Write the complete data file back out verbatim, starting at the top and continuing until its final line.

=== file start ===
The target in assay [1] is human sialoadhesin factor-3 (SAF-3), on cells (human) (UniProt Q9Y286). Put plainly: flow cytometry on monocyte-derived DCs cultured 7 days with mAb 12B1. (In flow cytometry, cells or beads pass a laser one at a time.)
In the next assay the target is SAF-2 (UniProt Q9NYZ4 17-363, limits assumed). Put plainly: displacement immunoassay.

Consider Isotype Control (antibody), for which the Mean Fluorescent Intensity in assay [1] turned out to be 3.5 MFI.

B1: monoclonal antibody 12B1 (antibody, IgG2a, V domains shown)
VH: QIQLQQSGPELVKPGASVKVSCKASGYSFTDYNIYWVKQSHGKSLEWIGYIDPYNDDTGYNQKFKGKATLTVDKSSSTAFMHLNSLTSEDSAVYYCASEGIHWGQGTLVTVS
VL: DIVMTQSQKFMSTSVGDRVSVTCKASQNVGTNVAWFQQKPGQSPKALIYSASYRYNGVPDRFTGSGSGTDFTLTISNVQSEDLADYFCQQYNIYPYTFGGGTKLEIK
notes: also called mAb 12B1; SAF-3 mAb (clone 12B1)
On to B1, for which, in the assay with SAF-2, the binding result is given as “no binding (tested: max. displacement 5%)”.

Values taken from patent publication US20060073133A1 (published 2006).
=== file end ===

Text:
The target in assay [1] is human sialoadhesin factor-3 (SAF-3), on cells (human) (UniProt Q9Y286). Put plainly: flow cytometry on monocyte-derived DCs cultured 7 days with mAb 12B1. (In flow cytometry, cells or beads pass a laser one at a time.)
In the next assay the target is SAF-2 (UniProt Q9NYZ4 17-363, limits assumed). Put plainly: displacement immunoassay.

Consider Isotype Control (antibody), for which the Mean Fluorescent Intensity in assay [1] turned out to be 3.5 MFI.

B1: monoclonal antibody 12B1 (antibody, IgG2a, V domains shown)
VH: QIQLQQSGPELVKPGASVKVSCKASGYSFTDYNIYWVKQSHGKSLEWIGYIDPYNDDTGYNQKFKGKATLTVDKSSSTAFMHLNSLTSEDSAVYYCASEGIHWGQGTLVTVS
VL: DIVMTQSQKFMSTSVGDRVSVTCKASQNVGTNVAWFQQKPGQSPKALIYSASYRYNGVPDRFTGSGSGTDFTLTISNVQSEDLADYFCQQYNIYPYTFGGGTKLEIK
notes: also called mAb 12B1; SAF-3 mAb (clone 12B1)
On to B1, for which, in the assay with SAF-2, the binding result is given as “no binding (tested: max. displacement 5%)”.

Values taken from patent publication US20060073133A1 (published 2006).